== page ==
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Merle Oberon: The Untold Story of 1st Asian Nominated for Best Actress Oscar

Meet the Asian woman, born in Bombay, nominated before Michelle Yeoh for best actress Oscar 85 years ago.

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South Asians
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Edited By :Ahamad Fuwad

Since the Golden Globes, the internet has been buzzing with just one name: Michelle Yeoh, a Malaysian star who won the best actress award. The world seems to be almost sure that an Academy Award is on the cards for Yeoh.

It took 59 years for Yeoh to land her first lead role in Hollywood, and her nomination for an Academy Award was widely believed to be the first time an Asian woman has been nominated in the best actress category. 

But it might surprise you to know that most people have gotten it wrong. There was another Asian woman who was nominated in the best actress category more than 85 years ago. 

Merle Oberon, a Hollywood star of the black and white era, was born in Bombay and was the first woman of Asian descent to be nominated for Best Actress at the Academy Awards in 1935.

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Best-known for playing the lead in the classic film Wuthering Heights, Oberon was a star during Hollywood’s Golden Age and kept her background a secret, passing off as white throughout her life. 

Born in Bombay, Raised in Calcutta

The world remained blissfully unaware of Oberon’s parentage, as for most of her life, she protected herself by concealing the truth, claiming to be born in Australia’s Tasmania and further claiming that her birth records had been destroyed in a fire. 

Born Estelle Merle O’Brien Thompson in 1911, her mother was part-Sinhalese and part-Maori while her father was British. After he died in 1914, the family moved to Calcutta (now Kolkata), where she felt the first spark for acting through the Calcutta Amatuer Theatrical Society.

After she watched her first movie, The Dark Angel, a silent movie, its star, Vilma Bánky, inspired Oberon to take up acting. She eventually left for France in 1929 after an army colonel introduced her to director Rex Ingram, who gave her a part in his film. 

Oberon’s first big break came from Sir Alexander Korda, a filmmaker who would later become her husband, who cast her as Anne Boleyn in The Private Life of Henry VIII (1933).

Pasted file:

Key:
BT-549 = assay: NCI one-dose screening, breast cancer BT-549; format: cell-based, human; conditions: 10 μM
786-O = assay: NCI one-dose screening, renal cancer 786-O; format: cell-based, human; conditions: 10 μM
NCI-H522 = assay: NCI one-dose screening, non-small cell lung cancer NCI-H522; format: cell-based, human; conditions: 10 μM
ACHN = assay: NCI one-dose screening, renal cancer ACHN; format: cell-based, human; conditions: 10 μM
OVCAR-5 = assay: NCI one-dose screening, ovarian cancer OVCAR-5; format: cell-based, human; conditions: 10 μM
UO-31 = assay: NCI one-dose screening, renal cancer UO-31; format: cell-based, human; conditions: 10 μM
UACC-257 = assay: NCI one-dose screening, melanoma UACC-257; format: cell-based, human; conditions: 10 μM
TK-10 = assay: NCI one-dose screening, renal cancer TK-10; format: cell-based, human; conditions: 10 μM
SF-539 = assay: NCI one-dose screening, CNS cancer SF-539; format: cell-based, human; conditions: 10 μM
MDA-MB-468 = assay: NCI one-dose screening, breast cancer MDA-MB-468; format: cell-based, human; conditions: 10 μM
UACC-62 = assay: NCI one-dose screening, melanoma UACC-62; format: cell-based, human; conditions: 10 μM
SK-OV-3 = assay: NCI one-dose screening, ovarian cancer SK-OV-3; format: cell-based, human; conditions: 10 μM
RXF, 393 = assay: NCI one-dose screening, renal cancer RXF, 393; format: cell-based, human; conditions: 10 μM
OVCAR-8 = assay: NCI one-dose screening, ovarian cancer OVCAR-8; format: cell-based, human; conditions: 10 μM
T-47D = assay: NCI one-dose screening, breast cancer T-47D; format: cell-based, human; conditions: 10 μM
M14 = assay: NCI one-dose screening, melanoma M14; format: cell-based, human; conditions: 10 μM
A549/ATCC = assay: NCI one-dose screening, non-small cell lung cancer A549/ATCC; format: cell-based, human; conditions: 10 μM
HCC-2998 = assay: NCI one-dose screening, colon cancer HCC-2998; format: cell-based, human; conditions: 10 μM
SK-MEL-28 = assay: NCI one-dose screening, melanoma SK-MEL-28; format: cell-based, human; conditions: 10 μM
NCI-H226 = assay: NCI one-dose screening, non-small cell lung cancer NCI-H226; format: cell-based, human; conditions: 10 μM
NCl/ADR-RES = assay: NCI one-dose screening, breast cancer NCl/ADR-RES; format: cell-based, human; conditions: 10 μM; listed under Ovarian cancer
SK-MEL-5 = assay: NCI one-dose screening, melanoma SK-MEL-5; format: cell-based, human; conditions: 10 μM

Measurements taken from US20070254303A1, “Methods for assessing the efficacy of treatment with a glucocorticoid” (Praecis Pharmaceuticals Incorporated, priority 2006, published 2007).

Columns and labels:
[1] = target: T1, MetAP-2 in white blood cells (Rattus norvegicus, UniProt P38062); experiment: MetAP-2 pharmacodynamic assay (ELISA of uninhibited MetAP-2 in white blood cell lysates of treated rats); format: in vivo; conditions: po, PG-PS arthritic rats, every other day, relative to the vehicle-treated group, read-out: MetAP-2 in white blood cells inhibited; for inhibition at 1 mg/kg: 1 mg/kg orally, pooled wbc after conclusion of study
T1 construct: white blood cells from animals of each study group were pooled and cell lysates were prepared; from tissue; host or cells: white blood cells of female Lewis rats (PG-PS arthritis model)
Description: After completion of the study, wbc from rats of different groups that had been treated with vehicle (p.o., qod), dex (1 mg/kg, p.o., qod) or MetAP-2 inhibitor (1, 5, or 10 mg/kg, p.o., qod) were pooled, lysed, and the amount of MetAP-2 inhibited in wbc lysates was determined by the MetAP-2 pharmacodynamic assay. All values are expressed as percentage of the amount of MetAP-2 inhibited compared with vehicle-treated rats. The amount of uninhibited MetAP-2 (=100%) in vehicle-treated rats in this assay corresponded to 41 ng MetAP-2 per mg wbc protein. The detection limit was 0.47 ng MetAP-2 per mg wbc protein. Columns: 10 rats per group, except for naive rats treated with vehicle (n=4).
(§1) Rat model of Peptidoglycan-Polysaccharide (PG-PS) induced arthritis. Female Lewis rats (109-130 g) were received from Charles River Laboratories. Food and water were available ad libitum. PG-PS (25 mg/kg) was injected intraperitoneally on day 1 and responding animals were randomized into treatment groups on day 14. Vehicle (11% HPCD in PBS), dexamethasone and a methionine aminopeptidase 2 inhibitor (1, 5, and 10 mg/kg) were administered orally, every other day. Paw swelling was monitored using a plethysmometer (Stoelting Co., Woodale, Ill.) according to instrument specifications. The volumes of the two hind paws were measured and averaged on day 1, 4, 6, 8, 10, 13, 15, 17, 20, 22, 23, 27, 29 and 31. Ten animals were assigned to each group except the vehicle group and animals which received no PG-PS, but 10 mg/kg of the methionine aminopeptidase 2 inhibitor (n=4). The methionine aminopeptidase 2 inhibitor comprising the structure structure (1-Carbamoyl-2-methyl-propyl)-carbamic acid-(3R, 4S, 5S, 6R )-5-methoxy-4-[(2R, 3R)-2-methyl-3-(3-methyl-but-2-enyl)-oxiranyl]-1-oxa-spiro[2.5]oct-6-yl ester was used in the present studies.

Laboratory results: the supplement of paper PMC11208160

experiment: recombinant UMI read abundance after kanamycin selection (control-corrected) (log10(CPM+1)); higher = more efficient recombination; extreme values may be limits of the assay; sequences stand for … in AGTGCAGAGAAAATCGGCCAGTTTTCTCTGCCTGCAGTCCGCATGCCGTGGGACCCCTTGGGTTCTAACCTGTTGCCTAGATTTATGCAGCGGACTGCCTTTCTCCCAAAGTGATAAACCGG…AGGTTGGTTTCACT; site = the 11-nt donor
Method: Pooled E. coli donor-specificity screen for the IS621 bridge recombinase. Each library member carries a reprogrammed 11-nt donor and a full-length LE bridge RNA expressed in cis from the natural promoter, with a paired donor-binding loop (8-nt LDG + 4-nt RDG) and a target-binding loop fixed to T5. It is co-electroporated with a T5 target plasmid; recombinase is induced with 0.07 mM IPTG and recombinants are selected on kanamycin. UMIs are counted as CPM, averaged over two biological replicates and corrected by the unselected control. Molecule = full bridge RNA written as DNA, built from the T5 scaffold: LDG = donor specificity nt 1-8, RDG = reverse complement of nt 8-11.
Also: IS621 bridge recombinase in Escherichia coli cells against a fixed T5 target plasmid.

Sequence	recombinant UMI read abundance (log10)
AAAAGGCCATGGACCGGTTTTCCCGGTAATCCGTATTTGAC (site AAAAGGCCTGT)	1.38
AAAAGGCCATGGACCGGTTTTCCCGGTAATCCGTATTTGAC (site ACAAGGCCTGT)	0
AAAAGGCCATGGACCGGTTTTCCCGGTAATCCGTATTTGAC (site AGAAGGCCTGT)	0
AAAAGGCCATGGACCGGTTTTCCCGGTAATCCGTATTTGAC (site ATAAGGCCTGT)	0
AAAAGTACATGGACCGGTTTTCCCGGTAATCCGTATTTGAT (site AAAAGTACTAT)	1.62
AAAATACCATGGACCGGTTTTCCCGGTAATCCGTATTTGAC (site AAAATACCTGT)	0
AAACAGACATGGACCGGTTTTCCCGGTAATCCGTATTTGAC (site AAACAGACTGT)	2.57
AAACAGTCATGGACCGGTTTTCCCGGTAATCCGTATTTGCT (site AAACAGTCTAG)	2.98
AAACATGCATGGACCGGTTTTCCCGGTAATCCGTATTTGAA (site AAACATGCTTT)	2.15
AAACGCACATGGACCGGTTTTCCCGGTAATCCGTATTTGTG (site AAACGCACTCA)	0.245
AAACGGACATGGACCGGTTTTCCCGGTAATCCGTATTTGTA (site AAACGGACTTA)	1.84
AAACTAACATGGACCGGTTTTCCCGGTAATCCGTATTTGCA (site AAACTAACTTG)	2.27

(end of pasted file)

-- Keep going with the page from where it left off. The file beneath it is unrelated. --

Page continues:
Inventing Estelle Merle Oberon

His publicists had to invent a whole background story to explain Merle Oberon’s race and descent. But why?

A 2014 documentary called The Trouble with Merle found that Oberon’s mother, Charlotte Selby, was actually her grandmother.

Selby’s daughter Constance gave birth to Oberon as a teenager, but Merle was raised as her half-sister for many years.

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“Tasmania was chosen as her new birthplace because it was so far from the US and Europe and was generally considered to be 'British' to its core,"  director of The Trouble with Merle, Marée Delofski, wrote in the notes of her documentary.

Oberon was passed off as an upper-class girl from Tasmania’s Hobart, who moved to India after a hunting accident saw her father lose his life, Delofski added.

She became an important part of Tasmanian culture and even went to the extent of acknowledging it as her hometown, but she rarely mentioned Calcutta

But Calcutta never failed to remember her.

Back in the city, her relatives and the people that knew her were aware of the reality. Accounts of several Englishmen even mentioned her in their memoirs.

During the later years of her career, several accounts about her parentage and background begun surfacing, with one even from Oberon’s alleged nephew.

Truth Unravelled 

As the ruse kept getting harder to keep up, questions never seemed to settle. In 1965, Oberon cancelled public appearances and actually went ahead and cut short a trip to Australia after she found that local journalists was a tad bit too curious of her background.

Reports quoted by BBC said that she was distraught when she last visited Tasmania in 1978, amid swirling questions about her identity. But she never admitted the truth in front of the world. 

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In 1983, the truth of her Anglo-Indian heritage was revealed in a biography, Princess Merle: The Romantic Life of Merle Oberon. The author of the book found her birth record in Bombay, her baptismal certificate, along with letter and photographs from her relatives in India. 

While one can say that Oberon’s legacy is somewhat tainted by the questions aimed at finding the truth about her identity, her role in Hollywood’s golden age and her talent as an actress and a star simply cannot be contested. 

In 1935, she was nominated for an Oscar for her role in Sidney Franklin’s The Dark Angel, a film with the same title as her first, almost ten years ago. The nomination made Oberon the first-ever actress of Asian origin to be nominated for one. 

Best known for her role in The Scarlet Pimpernel, The Private Life of Henry, The Dark Angel and, of course, Wuthering Heights, Oberon, as a closeted Asian, cemented her status in Hollywood forever. To date, she has remained one of the most prominent members of Hollywood royalty.

(At The Quint, we are answerable only to our audience. Play an active role in shaping our journalism by becoming a member. Because the truth is worth it.)

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Topics:   Academy Awards  

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